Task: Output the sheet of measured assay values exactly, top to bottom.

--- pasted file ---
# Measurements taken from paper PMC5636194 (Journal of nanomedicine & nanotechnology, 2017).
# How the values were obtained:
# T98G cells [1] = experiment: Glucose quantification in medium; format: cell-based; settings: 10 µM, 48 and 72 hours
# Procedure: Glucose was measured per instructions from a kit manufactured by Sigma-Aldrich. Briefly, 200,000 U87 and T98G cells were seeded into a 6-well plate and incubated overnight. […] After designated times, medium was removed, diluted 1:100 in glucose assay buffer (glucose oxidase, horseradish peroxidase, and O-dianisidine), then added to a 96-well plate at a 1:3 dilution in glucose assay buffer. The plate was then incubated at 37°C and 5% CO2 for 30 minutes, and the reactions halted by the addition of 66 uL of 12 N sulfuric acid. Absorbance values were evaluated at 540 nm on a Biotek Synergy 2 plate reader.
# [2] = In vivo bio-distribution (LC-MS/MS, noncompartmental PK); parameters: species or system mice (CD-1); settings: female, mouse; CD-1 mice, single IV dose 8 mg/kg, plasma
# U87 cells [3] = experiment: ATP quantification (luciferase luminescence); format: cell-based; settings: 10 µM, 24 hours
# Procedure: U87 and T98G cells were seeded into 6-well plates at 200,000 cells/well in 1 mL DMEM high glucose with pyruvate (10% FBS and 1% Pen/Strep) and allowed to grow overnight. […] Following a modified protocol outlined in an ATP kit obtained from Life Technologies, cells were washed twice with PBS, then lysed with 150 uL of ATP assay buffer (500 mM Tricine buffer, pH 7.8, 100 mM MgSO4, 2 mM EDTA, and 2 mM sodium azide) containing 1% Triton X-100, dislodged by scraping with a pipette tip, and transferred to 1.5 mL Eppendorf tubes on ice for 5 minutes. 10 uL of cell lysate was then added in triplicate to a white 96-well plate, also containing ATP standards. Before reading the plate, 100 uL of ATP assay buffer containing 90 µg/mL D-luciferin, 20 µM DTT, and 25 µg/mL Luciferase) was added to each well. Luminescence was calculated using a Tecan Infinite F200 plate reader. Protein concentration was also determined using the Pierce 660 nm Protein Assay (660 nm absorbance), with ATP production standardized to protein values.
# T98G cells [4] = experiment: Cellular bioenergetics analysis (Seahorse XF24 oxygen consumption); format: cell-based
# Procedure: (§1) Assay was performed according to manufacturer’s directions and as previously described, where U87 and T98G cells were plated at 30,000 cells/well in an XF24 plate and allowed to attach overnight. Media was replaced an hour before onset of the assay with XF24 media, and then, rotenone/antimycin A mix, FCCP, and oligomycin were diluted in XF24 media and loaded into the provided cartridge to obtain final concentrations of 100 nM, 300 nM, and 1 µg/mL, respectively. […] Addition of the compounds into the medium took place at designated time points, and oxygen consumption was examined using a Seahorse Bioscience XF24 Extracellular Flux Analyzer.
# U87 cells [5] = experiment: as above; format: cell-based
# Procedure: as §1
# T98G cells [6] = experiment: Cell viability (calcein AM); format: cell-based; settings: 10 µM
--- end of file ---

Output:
# Measurements taken from paper PMC5636194 (Journal of nanomedicine & nanotechnology, 2017).
# How the values were obtained:
# T98G cells [1] = experiment: Glucose quantification in medium; format: cell-based; settings: 10 µM, 48 and 72 hours
# Procedure: Glucose was measured per instructions from a kit manufactured by Sigma-Aldrich. Briefly, 200,000 U87 and T98G cells were seeded into a 6-well plate and incubated overnight. […] After designated times, medium was removed, diluted 1:100 in glucose assay buffer (glucose oxidase, horseradish peroxidase, and O-dianisidine), then added to a 96-well plate at a 1:3 dilution in glucose assay buffer. The plate was then incubated at 37°C and 5% CO2 for 30 minutes, and the reactions halted by the addition of 66 uL of 12 N sulfuric acid. Absorbance values were evaluated at 540 nm on a Biotek Synergy 2 plate reader.
# [2] = In vivo bio-distribution (LC-MS/MS, noncompartmental PK); parameters: species or system mice (CD-1); settings: female, mouse; CD-1 mice, single IV dose 8 mg/kg, plasma
# U87 cells [3] = experiment: ATP quantification (luciferase luminescence); format: cell-based; settings: 10 µM, 24 hours
# Procedure: U87 and T98G cells were seeded into 6-well plates at 200,000 cells/well in 1 mL DMEM high glucose with pyruvate (10% FBS and 1% Pen/Strep) and allowed to grow overnight. […] Following a modified protocol outlined in an ATP kit obtained from Life Technologies, cells were washed twice with PBS, then lysed with 150 uL of ATP assay buffer (500 mM Tricine buffer, pH 7.8, 100 mM MgSO4, 2 mM EDTA, and 2 mM sodium azide) containing 1% Triton X-100, dislodged by scraping with a pipette tip, and transferred to 1.5 mL Eppendorf tubes on ice for 5 minutes. 10 uL of cell lysate was then added in triplicate to a white 96-well plate, also containing ATP standards. Before reading the plate, 100 uL of ATP assay buffer containing 90 µg/mL D-luciferin, 20 µM DTT, and 25 µg/mL Luciferase) was added to each well. Luminescence was calculated using a Tecan Infinite F200 plate reader. Protein concentration was also determined using the Pierce 660 nm Protein Assay (660 nm absorbance), with ATP production standardized to protein values.
# T98G cells [4] = experiment: Cellular bioenergetics analysis (Seahorse XF24 oxygen consumption); format: cell-based
# Procedure: (§1) Assay was performed according to manufacturer’s directions and as previously described, where U87 and T98G cells were plated at 30,000 cells/well in an XF24 plate and allowed to attach overnight. Media was replaced an hour before onset of the assay with XF24 media, and then, rotenone/antimycin A mix, FCCP, and oligomycin were diluted in XF24 media and loaded into the provided cartridge to obtain final concentrations of 100 nM, 300 nM, and 1 µg/mL, respectively. […] Addition of the compounds into the medium took place at designated time points, and oxygen consumption was examined using a Seahorse Bioscience XF24 Extracellular Flux Analyzer.
# U87 cells [5] = experiment: as above; format: cell-based
# Procedure: as §1
# T98G cells [6] = experiment: Cell viability (calcein AM); format: cell-based; settings: 10 µM